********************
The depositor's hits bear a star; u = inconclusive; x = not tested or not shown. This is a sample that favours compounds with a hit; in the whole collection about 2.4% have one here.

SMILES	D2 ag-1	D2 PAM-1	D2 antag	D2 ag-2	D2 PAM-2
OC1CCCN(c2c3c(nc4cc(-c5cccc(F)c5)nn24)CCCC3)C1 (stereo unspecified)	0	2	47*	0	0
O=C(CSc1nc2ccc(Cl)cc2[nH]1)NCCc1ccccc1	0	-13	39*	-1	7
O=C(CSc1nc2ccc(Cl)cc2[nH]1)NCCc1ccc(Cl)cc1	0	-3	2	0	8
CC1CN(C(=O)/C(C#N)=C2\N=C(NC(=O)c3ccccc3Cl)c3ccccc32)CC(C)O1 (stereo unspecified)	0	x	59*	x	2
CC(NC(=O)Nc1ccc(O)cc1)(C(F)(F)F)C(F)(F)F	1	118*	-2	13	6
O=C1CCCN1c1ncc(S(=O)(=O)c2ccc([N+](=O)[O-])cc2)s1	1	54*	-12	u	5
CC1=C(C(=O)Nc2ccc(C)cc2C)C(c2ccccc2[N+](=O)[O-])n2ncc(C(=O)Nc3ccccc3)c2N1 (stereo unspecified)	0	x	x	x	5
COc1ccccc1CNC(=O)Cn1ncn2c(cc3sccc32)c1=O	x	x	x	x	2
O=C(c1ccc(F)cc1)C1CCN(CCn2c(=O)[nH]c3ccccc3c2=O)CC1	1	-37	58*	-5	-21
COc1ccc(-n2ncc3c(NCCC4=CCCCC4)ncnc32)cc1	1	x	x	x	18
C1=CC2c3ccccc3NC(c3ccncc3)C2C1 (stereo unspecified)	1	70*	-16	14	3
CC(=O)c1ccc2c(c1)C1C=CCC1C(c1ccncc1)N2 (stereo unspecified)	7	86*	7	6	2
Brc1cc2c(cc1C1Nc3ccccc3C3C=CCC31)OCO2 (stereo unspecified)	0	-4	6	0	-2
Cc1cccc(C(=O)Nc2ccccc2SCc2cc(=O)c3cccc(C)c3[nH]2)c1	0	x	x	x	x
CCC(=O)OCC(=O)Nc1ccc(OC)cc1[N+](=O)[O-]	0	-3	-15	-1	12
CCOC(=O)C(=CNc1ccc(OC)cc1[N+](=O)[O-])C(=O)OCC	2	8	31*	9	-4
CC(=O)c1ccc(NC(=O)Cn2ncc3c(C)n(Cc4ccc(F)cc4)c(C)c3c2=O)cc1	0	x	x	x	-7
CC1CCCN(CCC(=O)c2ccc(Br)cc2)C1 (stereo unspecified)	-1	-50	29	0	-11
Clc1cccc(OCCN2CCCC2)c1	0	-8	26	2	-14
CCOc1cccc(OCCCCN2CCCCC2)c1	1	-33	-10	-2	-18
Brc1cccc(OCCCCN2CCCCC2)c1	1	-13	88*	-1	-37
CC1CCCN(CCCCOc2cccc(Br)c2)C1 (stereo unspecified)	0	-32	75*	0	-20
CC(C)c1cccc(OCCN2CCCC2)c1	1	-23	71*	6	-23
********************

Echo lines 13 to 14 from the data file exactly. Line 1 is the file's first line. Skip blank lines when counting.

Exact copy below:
C1=CC2c3ccccc3NC(c3ccncc3)C2C1 (stereo unspecified)	1	70*	-16	14	3
CC(=O)c1ccc2c(c1)C1C=CCC1C(c1ccncc1)N2 (stereo unspecified)	7	86*	7	6	2